Though the company did not elaborate on the nature of the hack, it claimed that the security breach did not affect its commercial operations. So, there's no impact on aircraft production.
Airbus confirmed that the attackers unauthorized accessed some data earlier this month, which the plane manufacturer claimed was "mostly professional contact and IT identification details of some Airbus employees in Europe."
"Investigations are ongoing to understand if any specific data was targeted; however we do know some personal data was accessed," Airbus said in its press release published on Wednesday.
After detecting the security breach, the plan manufacturer started an investigation to determine the origin of the hack and to understand the full scope of the data breach and if any specific data was targeted.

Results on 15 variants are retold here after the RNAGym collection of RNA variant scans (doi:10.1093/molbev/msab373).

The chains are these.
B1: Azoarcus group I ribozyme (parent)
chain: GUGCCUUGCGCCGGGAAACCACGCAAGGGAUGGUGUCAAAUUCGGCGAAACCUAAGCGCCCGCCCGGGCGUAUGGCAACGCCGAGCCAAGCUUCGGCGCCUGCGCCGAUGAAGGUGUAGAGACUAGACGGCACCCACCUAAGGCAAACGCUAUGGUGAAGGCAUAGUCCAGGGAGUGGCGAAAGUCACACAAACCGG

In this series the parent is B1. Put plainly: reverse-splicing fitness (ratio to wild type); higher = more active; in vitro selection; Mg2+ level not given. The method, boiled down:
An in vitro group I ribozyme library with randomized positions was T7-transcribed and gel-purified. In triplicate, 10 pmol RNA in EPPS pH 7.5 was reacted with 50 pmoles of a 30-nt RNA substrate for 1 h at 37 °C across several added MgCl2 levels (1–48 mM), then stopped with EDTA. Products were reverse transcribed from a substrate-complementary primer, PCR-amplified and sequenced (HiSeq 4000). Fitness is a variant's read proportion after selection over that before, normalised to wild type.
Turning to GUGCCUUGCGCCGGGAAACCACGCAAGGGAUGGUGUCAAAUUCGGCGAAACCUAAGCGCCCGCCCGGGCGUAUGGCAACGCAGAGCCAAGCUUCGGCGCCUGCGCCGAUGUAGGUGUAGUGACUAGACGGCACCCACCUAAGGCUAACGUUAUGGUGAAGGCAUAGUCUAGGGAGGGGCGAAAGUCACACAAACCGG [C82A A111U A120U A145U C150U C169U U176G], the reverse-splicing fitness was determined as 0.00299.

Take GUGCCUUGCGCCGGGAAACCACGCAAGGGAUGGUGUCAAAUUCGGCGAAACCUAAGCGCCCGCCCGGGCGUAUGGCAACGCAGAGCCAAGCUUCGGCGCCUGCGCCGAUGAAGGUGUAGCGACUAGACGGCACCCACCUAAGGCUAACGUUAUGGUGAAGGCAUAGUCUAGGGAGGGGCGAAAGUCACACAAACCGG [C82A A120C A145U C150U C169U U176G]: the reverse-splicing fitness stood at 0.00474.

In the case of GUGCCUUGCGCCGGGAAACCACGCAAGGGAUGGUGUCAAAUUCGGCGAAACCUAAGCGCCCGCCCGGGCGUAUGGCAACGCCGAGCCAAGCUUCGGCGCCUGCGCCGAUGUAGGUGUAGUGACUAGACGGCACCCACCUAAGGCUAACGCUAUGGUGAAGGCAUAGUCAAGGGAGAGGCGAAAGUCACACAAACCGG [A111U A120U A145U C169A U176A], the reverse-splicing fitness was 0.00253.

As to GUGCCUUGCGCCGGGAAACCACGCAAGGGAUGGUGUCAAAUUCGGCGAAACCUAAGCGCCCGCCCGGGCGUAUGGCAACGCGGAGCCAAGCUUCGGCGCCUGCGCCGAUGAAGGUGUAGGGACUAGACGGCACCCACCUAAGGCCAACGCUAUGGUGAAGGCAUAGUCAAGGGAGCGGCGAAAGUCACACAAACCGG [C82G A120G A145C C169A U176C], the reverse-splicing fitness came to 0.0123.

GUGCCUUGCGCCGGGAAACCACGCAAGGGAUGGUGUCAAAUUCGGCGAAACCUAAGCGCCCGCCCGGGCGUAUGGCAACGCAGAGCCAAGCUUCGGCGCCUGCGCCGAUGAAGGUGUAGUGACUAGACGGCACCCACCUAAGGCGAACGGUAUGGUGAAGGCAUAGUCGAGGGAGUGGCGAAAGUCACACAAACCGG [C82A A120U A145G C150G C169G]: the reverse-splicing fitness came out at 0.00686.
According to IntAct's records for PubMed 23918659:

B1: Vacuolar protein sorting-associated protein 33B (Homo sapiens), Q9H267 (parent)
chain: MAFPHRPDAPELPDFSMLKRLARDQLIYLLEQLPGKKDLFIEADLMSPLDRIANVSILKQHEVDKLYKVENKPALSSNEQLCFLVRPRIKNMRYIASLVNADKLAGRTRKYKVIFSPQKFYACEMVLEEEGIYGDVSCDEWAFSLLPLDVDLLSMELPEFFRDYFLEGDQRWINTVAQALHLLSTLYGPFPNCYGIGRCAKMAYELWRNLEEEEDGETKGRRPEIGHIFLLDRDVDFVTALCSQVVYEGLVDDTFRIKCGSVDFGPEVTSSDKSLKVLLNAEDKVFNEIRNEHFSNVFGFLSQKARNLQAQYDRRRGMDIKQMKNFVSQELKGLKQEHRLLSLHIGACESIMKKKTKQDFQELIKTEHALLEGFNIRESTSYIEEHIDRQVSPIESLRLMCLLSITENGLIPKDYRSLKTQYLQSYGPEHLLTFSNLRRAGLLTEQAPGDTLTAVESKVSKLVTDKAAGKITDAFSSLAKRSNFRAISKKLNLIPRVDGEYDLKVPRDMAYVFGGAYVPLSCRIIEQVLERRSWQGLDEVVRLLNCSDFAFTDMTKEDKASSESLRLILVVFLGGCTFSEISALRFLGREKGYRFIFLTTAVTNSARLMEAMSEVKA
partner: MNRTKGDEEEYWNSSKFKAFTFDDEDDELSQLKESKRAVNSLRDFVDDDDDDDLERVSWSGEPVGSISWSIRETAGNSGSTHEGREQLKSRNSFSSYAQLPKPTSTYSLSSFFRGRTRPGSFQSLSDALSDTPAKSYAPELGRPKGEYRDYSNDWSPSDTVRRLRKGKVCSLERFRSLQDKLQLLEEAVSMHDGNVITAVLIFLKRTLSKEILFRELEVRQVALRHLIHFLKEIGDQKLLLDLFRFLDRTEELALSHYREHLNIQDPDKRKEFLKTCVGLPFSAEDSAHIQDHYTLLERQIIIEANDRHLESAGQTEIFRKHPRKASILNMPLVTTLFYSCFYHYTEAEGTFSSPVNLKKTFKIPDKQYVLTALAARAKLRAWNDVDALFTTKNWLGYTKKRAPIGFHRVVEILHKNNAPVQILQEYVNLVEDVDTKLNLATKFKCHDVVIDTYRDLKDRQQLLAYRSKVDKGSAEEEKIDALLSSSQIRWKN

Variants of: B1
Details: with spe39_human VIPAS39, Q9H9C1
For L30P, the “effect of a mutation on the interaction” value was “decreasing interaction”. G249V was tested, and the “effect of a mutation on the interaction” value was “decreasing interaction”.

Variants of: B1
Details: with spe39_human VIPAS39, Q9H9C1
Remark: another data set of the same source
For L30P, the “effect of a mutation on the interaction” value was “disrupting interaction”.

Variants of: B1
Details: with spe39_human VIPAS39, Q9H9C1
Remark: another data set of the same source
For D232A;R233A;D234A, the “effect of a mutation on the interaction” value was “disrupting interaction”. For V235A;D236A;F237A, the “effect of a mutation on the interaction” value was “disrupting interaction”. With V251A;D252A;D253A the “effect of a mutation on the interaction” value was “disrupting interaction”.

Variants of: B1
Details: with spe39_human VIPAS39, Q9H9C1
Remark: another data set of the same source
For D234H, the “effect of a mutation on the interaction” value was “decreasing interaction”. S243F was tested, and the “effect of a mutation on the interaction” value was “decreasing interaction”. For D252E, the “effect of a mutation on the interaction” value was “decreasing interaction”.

The company has begun taking "immediate and appropriate actions to reinforce existing security measures," which were not enough to keep the hackers out of their systems, "and to mitigate its potential impact" so that it can prevent similar incidents from happening in the future.
The company has also instructed its employees to "take all necessary precautions going forward," to strengthen their security defenses.
Airbus also said it was in contact with the relevant regulatory authorities and the data protection authorities pursuant to the European Union's new GDPR (General Data Protection Regulation) rules.
Airbus is the world's second-largest manufacturers of commercial airplanes, after Boeing which was also hit by a cyber attack (a variant of the infamous WannaCry ransomware) in March last year that "affected a small number of systems" with no impact on production.